Tokyo marked a record high temperature for November on Tuesday, rewriting the previous record set 100 years ago, the Meteorological Agency said.
The mercury hit 27.5 degrees Celsius just past noon, topping the November 1923 mark of 27.3 C.
This record comes amid an unusually warm autumn and follows an especially hot summer, not only in Tokyo but across Japan.
On Monday, the temperature in Tokyo reached 25.1 C, marking a record 142 days of the year topping 25 C. The city of Kumamoto saw a high of 25.8 degrees the same day, the 177th day of summer-like weather this year — the most since records began in 1890.
According to the Meteorological Agency, 90 locations across Japan set new all-time high-temperature records for November on Monday, with 31.3 C recorded on Miyagijima island in Okinawa Prefecture and 29.4 C marked in Kamiichi, Toyama Prefecture.
The weather agency said that due to the weak influence of cold air, many regions — including eastern and western Japan — could continue to experience higher-than-usual temperatures in November and December. Northern Japan could also experience below-average snowfall, it said.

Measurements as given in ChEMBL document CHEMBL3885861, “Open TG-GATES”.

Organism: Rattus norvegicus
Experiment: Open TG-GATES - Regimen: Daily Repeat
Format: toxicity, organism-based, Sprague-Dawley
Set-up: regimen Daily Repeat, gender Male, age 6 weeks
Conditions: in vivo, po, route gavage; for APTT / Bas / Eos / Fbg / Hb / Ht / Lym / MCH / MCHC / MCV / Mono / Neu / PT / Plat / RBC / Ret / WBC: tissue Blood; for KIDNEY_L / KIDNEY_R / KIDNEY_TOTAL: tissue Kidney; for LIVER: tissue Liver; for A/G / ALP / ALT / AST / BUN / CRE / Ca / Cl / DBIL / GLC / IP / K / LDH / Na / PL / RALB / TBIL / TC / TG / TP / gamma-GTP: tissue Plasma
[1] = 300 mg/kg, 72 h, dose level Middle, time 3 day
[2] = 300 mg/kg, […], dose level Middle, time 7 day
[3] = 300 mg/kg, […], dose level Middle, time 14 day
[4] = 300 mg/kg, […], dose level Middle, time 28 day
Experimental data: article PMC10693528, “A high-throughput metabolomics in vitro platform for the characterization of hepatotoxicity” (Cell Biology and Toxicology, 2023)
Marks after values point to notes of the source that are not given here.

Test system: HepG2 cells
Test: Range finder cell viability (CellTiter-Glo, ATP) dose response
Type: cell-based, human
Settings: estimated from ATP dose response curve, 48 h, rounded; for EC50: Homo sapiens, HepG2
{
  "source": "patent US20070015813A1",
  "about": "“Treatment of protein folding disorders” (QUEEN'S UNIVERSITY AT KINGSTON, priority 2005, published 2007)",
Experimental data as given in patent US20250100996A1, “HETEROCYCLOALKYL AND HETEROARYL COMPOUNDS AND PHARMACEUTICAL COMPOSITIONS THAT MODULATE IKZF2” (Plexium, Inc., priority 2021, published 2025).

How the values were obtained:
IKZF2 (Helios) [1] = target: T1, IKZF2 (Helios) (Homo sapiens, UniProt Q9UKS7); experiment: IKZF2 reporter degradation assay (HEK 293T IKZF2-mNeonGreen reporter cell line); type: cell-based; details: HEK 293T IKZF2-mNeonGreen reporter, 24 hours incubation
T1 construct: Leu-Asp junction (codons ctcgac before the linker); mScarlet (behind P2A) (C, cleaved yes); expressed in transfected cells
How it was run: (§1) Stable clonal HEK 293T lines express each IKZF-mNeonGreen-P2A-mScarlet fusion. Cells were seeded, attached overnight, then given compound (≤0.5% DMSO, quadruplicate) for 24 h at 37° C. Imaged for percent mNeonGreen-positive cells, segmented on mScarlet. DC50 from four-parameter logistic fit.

October’s average temperature for the nation was the ninth highest since records began in 1898, with record highs set for three consecutive months through September, the agency added.
By region, Hokkaido’s October average was 1.2 C higher than usual, the highest since records began in 1946, it said.
Meanwhile, an out-of-season peak bloom of sunflowers was observed in Chiba Prefecture over the weekend due to the heat, the Tokyo Shimbun reported. In Tokyo, ginkgo trees that are known for their golden fall foliage — like those at Showa Memorial Park and the the Meiji Jingu Gaien park district — have yet to turn yellow.